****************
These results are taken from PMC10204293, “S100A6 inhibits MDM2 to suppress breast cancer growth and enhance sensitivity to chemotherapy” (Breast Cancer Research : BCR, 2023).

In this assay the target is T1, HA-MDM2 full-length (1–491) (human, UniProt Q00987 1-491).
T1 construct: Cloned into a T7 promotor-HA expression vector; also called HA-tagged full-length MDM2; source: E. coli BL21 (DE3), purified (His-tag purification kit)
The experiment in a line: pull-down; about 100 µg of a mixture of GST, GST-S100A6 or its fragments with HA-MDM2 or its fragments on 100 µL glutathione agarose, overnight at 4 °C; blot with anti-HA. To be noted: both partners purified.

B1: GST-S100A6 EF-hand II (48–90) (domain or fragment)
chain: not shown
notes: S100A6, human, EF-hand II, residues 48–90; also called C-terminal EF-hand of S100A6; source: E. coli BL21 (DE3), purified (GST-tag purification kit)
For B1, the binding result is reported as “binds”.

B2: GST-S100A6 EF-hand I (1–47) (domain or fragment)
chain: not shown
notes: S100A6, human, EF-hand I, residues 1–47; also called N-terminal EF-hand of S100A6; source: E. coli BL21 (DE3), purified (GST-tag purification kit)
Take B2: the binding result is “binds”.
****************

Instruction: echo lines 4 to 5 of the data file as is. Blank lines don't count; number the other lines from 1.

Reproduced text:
The experiment in a line: pull-down; about 100 µg of a mixture of GST, GST-S100A6 or its fragments with HA-MDM2 or its fragments on 100 µL glutathione agarose, overnight at 4 °C; blot with anti-HA. To be noted: both partners purified.

B1: GST-S100A6 EF-hand II (48–90) (domain or fragment)